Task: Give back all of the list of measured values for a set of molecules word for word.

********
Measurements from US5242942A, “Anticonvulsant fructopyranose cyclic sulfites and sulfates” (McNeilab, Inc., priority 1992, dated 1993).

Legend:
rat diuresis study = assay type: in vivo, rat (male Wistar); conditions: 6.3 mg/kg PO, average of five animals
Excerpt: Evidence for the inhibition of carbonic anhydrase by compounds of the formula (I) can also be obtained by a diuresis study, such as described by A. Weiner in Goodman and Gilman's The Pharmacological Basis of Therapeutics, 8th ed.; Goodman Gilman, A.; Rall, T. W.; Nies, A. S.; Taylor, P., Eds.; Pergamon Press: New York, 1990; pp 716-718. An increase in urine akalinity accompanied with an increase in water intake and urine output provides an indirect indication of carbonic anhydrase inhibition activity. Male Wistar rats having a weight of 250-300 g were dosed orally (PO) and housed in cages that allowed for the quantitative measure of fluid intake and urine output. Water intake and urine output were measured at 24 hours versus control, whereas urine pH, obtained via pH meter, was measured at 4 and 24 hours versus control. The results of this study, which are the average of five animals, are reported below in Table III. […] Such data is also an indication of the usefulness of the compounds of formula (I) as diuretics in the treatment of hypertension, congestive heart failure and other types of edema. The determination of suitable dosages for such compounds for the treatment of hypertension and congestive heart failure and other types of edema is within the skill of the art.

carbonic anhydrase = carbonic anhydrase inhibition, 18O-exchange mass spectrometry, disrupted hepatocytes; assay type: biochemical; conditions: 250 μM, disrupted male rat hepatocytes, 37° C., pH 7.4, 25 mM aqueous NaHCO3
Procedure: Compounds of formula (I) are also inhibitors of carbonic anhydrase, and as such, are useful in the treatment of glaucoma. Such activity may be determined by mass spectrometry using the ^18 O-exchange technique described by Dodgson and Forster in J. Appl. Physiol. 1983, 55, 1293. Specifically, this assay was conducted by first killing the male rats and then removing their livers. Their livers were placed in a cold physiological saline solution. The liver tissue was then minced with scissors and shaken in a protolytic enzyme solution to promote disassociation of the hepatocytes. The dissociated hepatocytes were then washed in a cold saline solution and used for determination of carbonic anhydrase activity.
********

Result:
Measurements from US5242942A, “Anticonvulsant fructopyranose cyclic sulfites and sulfates” (McNeilab, Inc., priority 1992, dated 1993).

Legend:
rat diuresis study = assay type: in vivo, rat (male Wistar); conditions: 6.3 mg/kg PO, average of five animals
Excerpt: Evidence for the inhibition of carbonic anhydrase by compounds of the formula (I) can also be obtained by a diuresis study, such as described by A. Weiner in Goodman and Gilman's The Pharmacological Basis of Therapeutics, 8th ed.; Goodman Gilman, A.; Rall, T. W.; Nies, A. S.; Taylor, P., Eds.; Pergamon Press: New York, 1990; pp 716-718. An increase in urine akalinity accompanied with an increase in water intake and urine output provides an indirect indication of carbonic anhydrase inhibition activity. Male Wistar rats having a weight of 250-300 g were dosed orally (PO) and housed in cages that allowed for the quantitative measure of fluid intake and urine output. Water intake and urine output were measured at 24 hours versus control, whereas urine pH, obtained via pH meter, was measured at 4 and 24 hours versus control. The results of this study, which are the average of five animals, are reported below in Table III. […] Such data is also an indication of the usefulness of the compounds of formula (I) as diuretics in the treatment of hypertension, congestive heart failure and other types of edema. The determination of suitable dosages for such compounds for the treatment of hypertension and congestive heart failure and other types of edema is within the skill of the art.

carbonic anhydrase = carbonic anhydrase inhibition, 18O-exchange mass spectrometry, disrupted hepatocytes; assay type: biochemical; conditions: 250 μM, disrupted male rat hepatocytes, 37° C., pH 7.4, 25 mM aqueous NaHCO3
Procedure: Compounds of formula (I) are also inhibitors of carbonic anhydrase, and as such, are useful in the treatment of glaucoma. Such activity may be determined by mass spectrometry using the ^18 O-exchange technique described by Dodgson and Forster in J. Appl. Physiol. 1983, 55, 1293. Specifically, this assay was conducted by first killing the male rats and then removing their livers. Their livers were placed in a cold physiological saline solution. The liver tissue was then minced with scissors and shaken in a protolytic enzyme solution to promote disassociation of the hepatocytes. The dissociated hepatocytes were then washed in a cold saline solution and used for determination of carbonic anhydrase activity.